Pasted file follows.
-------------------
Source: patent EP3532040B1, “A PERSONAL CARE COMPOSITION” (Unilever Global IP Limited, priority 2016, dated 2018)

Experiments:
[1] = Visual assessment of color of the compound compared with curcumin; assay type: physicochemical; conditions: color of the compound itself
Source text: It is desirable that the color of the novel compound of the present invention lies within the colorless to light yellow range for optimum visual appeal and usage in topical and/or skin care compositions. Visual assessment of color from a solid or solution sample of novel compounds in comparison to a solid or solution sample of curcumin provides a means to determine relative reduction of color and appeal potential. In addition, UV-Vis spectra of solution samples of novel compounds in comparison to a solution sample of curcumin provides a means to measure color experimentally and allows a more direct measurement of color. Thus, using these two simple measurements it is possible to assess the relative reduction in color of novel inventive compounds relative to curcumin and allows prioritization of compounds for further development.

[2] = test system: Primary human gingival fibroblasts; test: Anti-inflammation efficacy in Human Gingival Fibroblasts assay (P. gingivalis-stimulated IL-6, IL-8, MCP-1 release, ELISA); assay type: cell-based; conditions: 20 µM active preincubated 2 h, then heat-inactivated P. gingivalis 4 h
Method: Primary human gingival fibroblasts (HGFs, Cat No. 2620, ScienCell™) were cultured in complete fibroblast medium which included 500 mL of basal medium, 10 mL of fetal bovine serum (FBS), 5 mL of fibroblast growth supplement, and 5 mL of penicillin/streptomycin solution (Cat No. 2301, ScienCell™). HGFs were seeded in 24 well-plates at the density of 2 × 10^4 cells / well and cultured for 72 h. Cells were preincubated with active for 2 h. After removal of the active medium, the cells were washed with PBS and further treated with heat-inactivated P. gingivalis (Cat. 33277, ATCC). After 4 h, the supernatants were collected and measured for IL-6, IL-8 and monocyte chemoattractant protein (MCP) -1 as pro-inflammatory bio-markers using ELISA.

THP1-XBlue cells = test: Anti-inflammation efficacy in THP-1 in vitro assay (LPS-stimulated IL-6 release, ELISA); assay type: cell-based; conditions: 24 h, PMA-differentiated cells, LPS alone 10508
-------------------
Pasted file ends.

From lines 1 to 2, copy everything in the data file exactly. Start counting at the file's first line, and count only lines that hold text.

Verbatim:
Source: patent EP3532040B1, “A PERSONAL CARE COMPOSITION” (Unilever Global IP Limited, priority 2016, dated 2018)

Experiments: